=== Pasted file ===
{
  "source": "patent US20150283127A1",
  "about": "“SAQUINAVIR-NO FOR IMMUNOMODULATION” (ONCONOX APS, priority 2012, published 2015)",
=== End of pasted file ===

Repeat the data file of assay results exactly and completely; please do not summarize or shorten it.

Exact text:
{
  "source": "patent US20150283127A1",
  "about": "“SAQUINAVIR-NO FOR IMMUNOMODULATION” (ONCONOX APS, priority 2012, published 2015)",